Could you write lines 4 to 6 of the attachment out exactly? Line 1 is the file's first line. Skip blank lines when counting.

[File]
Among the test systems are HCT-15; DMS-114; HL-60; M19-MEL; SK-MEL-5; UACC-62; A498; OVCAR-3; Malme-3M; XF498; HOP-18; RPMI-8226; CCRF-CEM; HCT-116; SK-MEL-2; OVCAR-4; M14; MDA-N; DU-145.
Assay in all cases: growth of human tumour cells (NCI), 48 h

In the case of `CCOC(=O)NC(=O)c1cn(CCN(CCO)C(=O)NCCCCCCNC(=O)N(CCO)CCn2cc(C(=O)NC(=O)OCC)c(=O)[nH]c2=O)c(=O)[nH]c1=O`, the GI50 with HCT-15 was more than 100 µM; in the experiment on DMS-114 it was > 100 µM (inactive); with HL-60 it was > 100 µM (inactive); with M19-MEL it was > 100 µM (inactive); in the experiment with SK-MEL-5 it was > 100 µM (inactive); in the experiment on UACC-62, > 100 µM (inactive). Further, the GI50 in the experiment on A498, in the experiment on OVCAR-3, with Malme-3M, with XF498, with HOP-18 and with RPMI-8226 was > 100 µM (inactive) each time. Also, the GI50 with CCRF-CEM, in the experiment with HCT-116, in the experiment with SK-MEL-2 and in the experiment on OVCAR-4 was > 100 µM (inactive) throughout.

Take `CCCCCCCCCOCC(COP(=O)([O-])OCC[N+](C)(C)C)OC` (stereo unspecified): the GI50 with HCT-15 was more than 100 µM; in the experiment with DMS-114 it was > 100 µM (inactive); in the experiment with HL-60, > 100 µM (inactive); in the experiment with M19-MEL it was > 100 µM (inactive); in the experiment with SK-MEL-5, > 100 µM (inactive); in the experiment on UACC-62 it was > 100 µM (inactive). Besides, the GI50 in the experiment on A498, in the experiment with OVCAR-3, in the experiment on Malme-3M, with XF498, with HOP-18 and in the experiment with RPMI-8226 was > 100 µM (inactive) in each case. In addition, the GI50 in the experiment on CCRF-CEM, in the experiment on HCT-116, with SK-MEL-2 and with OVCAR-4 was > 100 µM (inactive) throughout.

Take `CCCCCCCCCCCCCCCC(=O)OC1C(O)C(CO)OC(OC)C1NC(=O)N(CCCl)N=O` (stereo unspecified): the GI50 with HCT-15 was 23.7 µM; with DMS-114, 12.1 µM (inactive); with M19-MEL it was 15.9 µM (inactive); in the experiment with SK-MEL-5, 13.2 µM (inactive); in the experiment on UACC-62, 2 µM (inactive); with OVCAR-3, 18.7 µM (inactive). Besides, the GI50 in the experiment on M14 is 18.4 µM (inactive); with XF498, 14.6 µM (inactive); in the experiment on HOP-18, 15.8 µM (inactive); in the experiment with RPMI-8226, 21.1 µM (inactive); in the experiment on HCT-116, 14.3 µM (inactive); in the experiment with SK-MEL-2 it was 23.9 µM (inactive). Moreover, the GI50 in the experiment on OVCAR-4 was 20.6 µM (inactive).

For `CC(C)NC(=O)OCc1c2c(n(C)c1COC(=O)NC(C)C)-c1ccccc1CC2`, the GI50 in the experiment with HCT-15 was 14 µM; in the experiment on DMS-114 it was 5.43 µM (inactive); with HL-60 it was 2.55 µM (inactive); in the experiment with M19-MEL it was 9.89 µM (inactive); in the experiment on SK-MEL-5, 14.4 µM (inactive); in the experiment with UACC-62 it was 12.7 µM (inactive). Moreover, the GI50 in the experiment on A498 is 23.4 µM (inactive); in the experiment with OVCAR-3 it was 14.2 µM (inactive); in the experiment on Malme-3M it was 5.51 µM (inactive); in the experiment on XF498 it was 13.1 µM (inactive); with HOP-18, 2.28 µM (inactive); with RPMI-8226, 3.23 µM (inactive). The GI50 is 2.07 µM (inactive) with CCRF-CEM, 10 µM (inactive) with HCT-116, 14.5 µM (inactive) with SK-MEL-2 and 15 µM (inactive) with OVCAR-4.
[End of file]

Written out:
Take `CCCCCCCCCOCC(COP(=O)([O-])OCC[N+](C)(C)C)OC` (stereo unspecified): the GI50 with HCT-15 was more than 100 µM; in the experiment with DMS-114 it was > 100 µM (inactive); in the experiment with HL-60, > 100 µM (inactive); in the experiment with M19-MEL it was > 100 µM (inactive); in the experiment with SK-MEL-5, > 100 µM (inactive); in the experiment on UACC-62 it was > 100 µM (inactive). Besides, the GI50 in the experiment on A498, in the experiment with OVCAR-3, in the experiment on Malme-3M, with XF498, with HOP-18 and in the experiment with RPMI-8226 was > 100 µM (inactive) in each case. In addition, the GI50 in the experiment on CCRF-CEM, in the experiment on HCT-116, with SK-MEL-2 and with OVCAR-4 was > 100 µM (inactive) throughout.

Take `CCCCCCCCCCCCCCCC(=O)OC1C(O)C(CO)OC(OC)C1NC(=O)N(CCCl)N=O` (stereo unspecified): the GI50 with HCT-15 was 23.7 µM; with DMS-114, 12.1 µM (inactive); with M19-MEL it was 15.9 µM (inactive); in the experiment with SK-MEL-5, 13.2 µM (inactive); in the experiment on UACC-62, 2 µM (inactive); with OVCAR-3, 18.7 µM (inactive). Besides, the GI50 in the experiment on M14 is 18.4 µM (inactive); with XF498, 14.6 µM (inactive); in the experiment on HOP-18, 15.8 µM (inactive); in the experiment with RPMI-8226, 21.1 µM (inactive); in the experiment on HCT-116, 14.3 µM (inactive); in the experiment with SK-MEL-2 it was 23.9 µM (inactive). Moreover, the GI50 in the experiment on OVCAR-4 was 20.6 µM (inactive).

For `CC(C)NC(=O)OCc1c2c(n(C)c1COC(=O)NC(C)C)-c1ccccc1CC2`, the GI50 in the experiment with HCT-15 was 14 µM; in the experiment on DMS-114 it was 5.43 µM (inactive); with HL-60 it was 2.55 µM (inactive); in the experiment with M19-MEL it was 9.89 µM (inactive); in the experiment on SK-MEL-5, 14.4 µM (inactive); in the experiment with UACC-62 it was 12.7 µM (inactive). Moreover, the GI50 in the experiment on A498 is 23.4 µM (inactive); in the experiment with OVCAR-3 it was 14.2 µM (inactive); in the experiment on Malme-3M it was 5.51 µM (inactive); in the experiment on XF498 it was 13.1 µM (inactive); with HOP-18, 2.28 µM (inactive); with RPMI-8226, 3.23 µM (inactive). The GI50 is 2.07 µM (inactive) with CCRF-CEM, 10 µM (inactive) with HCT-116, 14.5 µM (inactive) with SK-MEL-2 and 15 µM (inactive) with OVCAR-4.